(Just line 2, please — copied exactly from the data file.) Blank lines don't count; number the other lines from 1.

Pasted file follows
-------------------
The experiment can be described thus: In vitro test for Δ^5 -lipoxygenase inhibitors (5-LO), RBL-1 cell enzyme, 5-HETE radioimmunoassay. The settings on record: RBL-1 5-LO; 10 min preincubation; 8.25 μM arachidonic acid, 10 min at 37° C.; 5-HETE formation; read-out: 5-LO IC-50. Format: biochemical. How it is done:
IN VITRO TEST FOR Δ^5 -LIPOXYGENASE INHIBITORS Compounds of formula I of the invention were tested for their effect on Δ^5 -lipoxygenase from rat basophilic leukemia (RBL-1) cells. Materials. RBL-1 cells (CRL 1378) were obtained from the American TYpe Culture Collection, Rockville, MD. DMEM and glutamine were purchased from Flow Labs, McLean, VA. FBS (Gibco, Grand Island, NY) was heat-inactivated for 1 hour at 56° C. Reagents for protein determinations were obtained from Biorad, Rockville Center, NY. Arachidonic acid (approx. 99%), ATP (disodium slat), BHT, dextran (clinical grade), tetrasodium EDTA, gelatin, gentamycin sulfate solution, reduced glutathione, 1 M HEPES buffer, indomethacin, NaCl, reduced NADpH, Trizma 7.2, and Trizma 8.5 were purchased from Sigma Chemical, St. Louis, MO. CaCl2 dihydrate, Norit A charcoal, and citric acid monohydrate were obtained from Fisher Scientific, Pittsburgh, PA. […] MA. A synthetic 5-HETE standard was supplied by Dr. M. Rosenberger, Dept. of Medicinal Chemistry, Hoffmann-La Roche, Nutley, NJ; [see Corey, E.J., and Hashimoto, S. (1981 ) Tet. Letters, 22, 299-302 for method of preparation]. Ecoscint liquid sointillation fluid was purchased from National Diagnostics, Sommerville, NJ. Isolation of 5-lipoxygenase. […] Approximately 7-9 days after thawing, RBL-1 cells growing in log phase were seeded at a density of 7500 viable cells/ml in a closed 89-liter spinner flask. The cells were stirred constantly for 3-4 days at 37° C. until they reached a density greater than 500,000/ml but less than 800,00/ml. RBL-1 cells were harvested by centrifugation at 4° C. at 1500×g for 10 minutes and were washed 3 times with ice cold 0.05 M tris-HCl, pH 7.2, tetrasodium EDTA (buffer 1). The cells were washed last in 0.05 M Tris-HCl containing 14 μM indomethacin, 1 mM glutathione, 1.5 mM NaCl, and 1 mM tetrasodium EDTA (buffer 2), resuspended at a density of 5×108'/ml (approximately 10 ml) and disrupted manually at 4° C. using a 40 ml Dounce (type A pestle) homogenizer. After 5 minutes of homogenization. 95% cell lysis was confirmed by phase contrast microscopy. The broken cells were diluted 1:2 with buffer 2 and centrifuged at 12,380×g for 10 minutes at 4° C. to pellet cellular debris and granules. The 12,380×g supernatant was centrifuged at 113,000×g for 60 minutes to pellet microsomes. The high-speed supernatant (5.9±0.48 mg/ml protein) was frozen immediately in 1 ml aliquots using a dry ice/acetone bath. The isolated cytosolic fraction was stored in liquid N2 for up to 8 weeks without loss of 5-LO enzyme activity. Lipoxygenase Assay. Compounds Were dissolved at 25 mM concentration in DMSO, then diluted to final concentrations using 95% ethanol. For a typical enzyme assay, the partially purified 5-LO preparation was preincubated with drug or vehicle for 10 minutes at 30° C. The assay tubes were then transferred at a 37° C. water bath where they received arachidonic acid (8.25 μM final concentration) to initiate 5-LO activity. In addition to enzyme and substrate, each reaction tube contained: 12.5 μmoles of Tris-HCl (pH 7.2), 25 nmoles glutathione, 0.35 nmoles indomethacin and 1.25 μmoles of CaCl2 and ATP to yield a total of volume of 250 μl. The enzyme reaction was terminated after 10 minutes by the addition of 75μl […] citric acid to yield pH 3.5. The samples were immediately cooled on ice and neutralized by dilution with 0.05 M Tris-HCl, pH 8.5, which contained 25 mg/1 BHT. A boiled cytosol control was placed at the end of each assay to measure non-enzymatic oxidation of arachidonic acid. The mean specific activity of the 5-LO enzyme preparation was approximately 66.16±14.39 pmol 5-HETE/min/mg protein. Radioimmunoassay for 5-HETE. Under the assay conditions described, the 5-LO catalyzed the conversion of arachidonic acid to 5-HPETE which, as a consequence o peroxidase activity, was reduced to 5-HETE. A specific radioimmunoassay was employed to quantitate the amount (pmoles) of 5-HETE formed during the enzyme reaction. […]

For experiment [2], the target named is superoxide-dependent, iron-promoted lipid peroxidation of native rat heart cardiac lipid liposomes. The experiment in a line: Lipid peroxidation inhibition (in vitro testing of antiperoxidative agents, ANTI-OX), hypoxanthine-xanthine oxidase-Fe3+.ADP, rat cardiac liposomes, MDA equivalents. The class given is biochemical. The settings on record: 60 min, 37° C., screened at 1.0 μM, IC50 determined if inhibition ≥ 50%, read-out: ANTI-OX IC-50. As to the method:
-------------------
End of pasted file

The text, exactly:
IN VITRO TEST FOR Δ^5 -LIPOXYGENASE INHIBITORS Compounds of formula I of the invention were tested for their effect on Δ^5 -lipoxygenase from rat basophilic leukemia (RBL-1) cells. Materials. RBL-1 cells (CRL 1378) were obtained from the American TYpe Culture Collection, Rockville, MD. DMEM and glutamine were purchased from Flow Labs, McLean, VA. FBS (Gibco, Grand Island, NY) was heat-inactivated for 1 hour at 56° C. Reagents for protein determinations were obtained from Biorad, Rockville Center, NY. Arachidonic acid (approx. 99%), ATP (disodium slat), BHT, dextran (clinical grade), tetrasodium EDTA, gelatin, gentamycin sulfate solution, reduced glutathione, 1 M HEPES buffer, indomethacin, NaCl, reduced NADpH, Trizma 7.2, and Trizma 8.5 were purchased from Sigma Chemical, St. Louis, MO. CaCl2 dihydrate, Norit A charcoal, and citric acid monohydrate were obtained from Fisher Scientific, Pittsburgh, PA. […] MA. A synthetic 5-HETE standard was supplied by Dr. M. Rosenberger, Dept. of Medicinal Chemistry, Hoffmann-La Roche, Nutley, NJ; [see Corey, E.J., and Hashimoto, S. (1981 ) Tet. Letters, 22, 299-302 for method of preparation]. Ecoscint liquid sointillation fluid was purchased from National Diagnostics, Sommerville, NJ. Isolation of 5-lipoxygenase. […] Approximately 7-9 days after thawing, RBL-1 cells growing in log phase were seeded at a density of 7500 viable cells/ml in a closed 89-liter spinner flask. The cells were stirred constantly for 3-4 days at 37° C. until they reached a density greater than 500,000/ml but less than 800,00/ml. RBL-1 cells were harvested by centrifugation at 4° C. at 1500×g for 10 minutes and were washed 3 times with ice cold 0.05 M tris-HCl, pH 7.2, tetrasodium EDTA (buffer 1). The cells were washed last in 0.05 M Tris-HCl containing 14 μM indomethacin, 1 mM glutathione, 1.5 mM NaCl, and 1 mM tetrasodium EDTA (buffer 2), resuspended at a density of 5×108'/ml (approximately 10 ml) and disrupted manually at 4° C. using a 40 ml Dounce (type A pestle) homogenizer. After 5 minutes of homogenization. 95% cell lysis was confirmed by phase contrast microscopy. The broken cells were diluted 1:2 with buffer 2 and centrifuged at 12,380×g for 10 minutes at 4° C. to pellet cellular debris and granules. The 12,380×g supernatant was centrifuged at 113,000×g for 60 minutes to pellet microsomes. The high-speed supernatant (5.9±0.48 mg/ml protein) was frozen immediately in 1 ml aliquots using a dry ice/acetone bath. The isolated cytosolic fraction was stored in liquid N2 for up to 8 weeks without loss of 5-LO enzyme activity. Lipoxygenase Assay. Compounds Were dissolved at 25 mM concentration in DMSO, then diluted to final concentrations using 95% ethanol. For a typical enzyme assay, the partially purified 5-LO preparation was preincubated with drug or vehicle for 10 minutes at 30° C. The assay tubes were then transferred at a 37° C. water bath where they received arachidonic acid (8.25 μM final concentration) to initiate 5-LO activity. In addition to enzyme and substrate, each reaction tube contained: 12.5 μmoles of Tris-HCl (pH 7.2), 25 nmoles glutathione, 0.35 nmoles indomethacin and 1.25 μmoles of CaCl2 and ATP to yield a total of volume of 250 μl. The enzyme reaction was terminated after 10 minutes by the addition of 75μl […] citric acid to yield pH 3.5. The samples were immediately cooled on ice and neutralized by dilution with 0.05 M Tris-HCl, pH 8.5, which contained 25 mg/1 BHT. A boiled cytosol control was placed at the end of each assay to measure non-enzymatic oxidation of arachidonic acid. The mean specific activity of the 5-LO enzyme preparation was approximately 66.16±14.39 pmol 5-HETE/min/mg protein. Radioimmunoassay for 5-HETE. Under the assay conditions described, the 5-LO catalyzed the conversion of arachidonic acid to 5-HPETE which, as a consequence o peroxidase activity, was reduced to 5-HETE. A specific radioimmunoassay was employed to quantitate the amount (pmoles) of 5-HETE formed during the enzyme reaction. […]